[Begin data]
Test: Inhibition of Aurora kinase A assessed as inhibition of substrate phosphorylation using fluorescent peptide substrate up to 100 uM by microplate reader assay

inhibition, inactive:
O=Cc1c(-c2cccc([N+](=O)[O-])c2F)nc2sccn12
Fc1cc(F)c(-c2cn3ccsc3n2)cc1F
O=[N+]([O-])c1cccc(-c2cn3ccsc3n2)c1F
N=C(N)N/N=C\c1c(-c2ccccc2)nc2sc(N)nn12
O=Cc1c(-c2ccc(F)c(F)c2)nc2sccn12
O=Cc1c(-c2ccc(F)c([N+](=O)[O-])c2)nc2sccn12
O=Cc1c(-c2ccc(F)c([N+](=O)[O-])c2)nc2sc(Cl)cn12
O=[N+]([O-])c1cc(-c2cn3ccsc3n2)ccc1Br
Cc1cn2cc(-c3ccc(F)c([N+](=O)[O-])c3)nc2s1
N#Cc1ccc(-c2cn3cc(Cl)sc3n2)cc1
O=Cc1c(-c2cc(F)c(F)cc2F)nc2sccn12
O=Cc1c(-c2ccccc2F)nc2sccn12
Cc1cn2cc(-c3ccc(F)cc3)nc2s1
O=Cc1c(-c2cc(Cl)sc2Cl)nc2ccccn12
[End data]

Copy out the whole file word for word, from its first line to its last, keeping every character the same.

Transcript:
Test: Inhibition of Aurora kinase A assessed as inhibition of substrate phosphorylation using fluorescent peptide substrate up to 100 uM by microplate reader assay

inhibition, inactive:
O=Cc1c(-c2cccc([N+](=O)[O-])c2F)nc2sccn12
Fc1cc(F)c(-c2cn3ccsc3n2)cc1F
O=[N+]([O-])c1cccc(-c2cn3ccsc3n2)c1F
N=C(N)N/N=C\c1c(-c2ccccc2)nc2sc(N)nn12
O=Cc1c(-c2ccc(F)c(F)c2)nc2sccn12
O=Cc1c(-c2ccc(F)c([N+](=O)[O-])c2)nc2sccn12
O=Cc1c(-c2ccc(F)c([N+](=O)[O-])c2)nc2sc(Cl)cn12
O=[N+]([O-])c1cc(-c2cn3ccsc3n2)ccc1Br
Cc1cn2cc(-c3ccc(F)c([N+](=O)[O-])c3)nc2s1
N#Cc1ccc(-c2cn3cc(Cl)sc3n2)cc1
O=Cc1c(-c2cc(F)c(F)cc2F)nc2sccn12
O=Cc1c(-c2ccccc2F)nc2sccn12
Cc1cn2cc(-c3ccc(F)cc3)nc2s1
O=Cc1c(-c2cc(Cl)sc2Cl)nc2ccccn12